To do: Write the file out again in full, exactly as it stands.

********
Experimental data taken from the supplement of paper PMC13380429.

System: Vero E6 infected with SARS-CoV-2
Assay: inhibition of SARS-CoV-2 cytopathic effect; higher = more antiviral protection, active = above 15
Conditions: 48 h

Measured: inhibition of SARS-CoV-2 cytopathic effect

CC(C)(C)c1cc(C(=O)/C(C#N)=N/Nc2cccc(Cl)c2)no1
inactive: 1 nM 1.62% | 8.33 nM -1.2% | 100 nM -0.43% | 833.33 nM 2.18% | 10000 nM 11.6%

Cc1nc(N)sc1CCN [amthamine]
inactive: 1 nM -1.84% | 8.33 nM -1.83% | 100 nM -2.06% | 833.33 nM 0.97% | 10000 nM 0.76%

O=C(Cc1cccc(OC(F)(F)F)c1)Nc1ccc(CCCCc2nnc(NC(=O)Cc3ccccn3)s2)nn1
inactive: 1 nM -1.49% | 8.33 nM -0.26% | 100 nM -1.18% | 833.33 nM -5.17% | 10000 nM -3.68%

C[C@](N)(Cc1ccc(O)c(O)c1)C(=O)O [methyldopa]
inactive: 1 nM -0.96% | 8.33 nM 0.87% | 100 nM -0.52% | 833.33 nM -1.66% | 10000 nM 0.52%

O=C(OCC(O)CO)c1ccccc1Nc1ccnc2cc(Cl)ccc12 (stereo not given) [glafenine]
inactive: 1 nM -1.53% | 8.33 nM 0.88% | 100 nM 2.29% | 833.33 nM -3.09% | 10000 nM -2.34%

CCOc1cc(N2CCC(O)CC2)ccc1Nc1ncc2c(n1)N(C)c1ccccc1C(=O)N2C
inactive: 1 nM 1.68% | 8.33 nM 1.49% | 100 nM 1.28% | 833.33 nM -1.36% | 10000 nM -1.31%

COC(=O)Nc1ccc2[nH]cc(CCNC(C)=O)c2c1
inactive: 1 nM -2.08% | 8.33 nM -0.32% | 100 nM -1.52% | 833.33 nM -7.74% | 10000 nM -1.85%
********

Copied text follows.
Experimental data taken from the supplement of paper PMC13380429.

System: Vero E6 infected with SARS-CoV-2
Assay: inhibition of SARS-CoV-2 cytopathic effect; higher = more antiviral protection, active = above 15
Conditions: 48 h

Measured: inhibition of SARS-CoV-2 cytopathic effect

CC(C)(C)c1cc(C(=O)/C(C#N)=N/Nc2cccc(Cl)c2)no1
inactive: 1 nM 1.62% | 8.33 nM -1.2% | 100 nM -0.43% | 833.33 nM 2.18% | 10000 nM 11.6%

Cc1nc(N)sc1CCN [amthamine]
inactive: 1 nM -1.84% | 8.33 nM -1.83% | 100 nM -2.06% | 833.33 nM 0.97% | 10000 nM 0.76%

O=C(Cc1cccc(OC(F)(F)F)c1)Nc1ccc(CCCCc2nnc(NC(=O)Cc3ccccn3)s2)nn1
inactive: 1 nM -1.49% | 8.33 nM -0.26% | 100 nM -1.18% | 833.33 nM -5.17% | 10000 nM -3.68%

C[C@](N)(Cc1ccc(O)c(O)c1)C(=O)O [methyldopa]
inactive: 1 nM -0.96% | 8.33 nM 0.87% | 100 nM -0.52% | 833.33 nM -1.66% | 10000 nM 0.52%

O=C(OCC(O)CO)c1ccccc1Nc1ccnc2cc(Cl)ccc12 (stereo not given) [glafenine]
inactive: 1 nM -1.53% | 8.33 nM 0.88% | 100 nM 2.29% | 833.33 nM -3.09% | 10000 nM -2.34%

CCOc1cc(N2CCC(O)CC2)ccc1Nc1ncc2c(n1)N(C)c1ccccc1C(=O)N2C
inactive: 1 nM 1.68% | 8.33 nM 1.49% | 100 nM 1.28% | 833.33 nM -1.36% | 10000 nM -1.31%

COC(=O)Nc1ccc2[nH]cc(CCNC(C)=O)c2c1
inactive: 1 nM -2.08% | 8.33 nM -0.32% | 100 nM -1.52% | 833.33 nM -7.74% | 10000 nM -1.85%